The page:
[Thanks to Keira Gore of Outer Temple Chambers for preparing this case summary]
How does the reversed burden of proof affect the correct approach to an indirect discrimination case? Not very much, according to the President of the EAT in Dziedziak v Future Electronics Ltd UKEAT/0271/11.
The claimant had complained that her employer had taken poor time-keeping into account in a redundancy selection process, and this amounted to indirect sex discrimination. The tribunal had said in its judgment that it was not satisfied that lateness had been taken into account; the claimant argued that because there were facts from which the tribunal could have concluded that it had, s63A of the SDA 1975 (now replaced by s136 of the EqA 2010) meant that it should have so concluded unless the employer could show the contrary.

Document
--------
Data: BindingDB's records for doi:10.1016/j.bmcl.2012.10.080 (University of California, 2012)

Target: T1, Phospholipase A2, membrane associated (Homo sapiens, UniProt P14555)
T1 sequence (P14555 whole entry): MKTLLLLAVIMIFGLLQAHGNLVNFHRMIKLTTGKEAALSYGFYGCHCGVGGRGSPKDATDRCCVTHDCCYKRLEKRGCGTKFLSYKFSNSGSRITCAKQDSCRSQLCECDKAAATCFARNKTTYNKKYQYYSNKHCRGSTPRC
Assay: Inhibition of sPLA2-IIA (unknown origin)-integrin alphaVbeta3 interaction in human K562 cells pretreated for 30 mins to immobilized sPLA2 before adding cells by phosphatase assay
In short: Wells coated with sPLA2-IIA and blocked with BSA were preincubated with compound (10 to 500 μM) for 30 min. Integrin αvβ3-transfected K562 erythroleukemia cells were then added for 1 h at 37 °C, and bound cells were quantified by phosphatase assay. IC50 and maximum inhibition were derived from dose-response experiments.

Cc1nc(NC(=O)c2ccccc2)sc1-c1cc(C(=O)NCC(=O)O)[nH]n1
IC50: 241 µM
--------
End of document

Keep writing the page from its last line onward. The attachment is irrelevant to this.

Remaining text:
The EAT succinctly rejects that argument at para 42, explaining that the reversed burden of proof only bites after disparate adverse impact has been shown.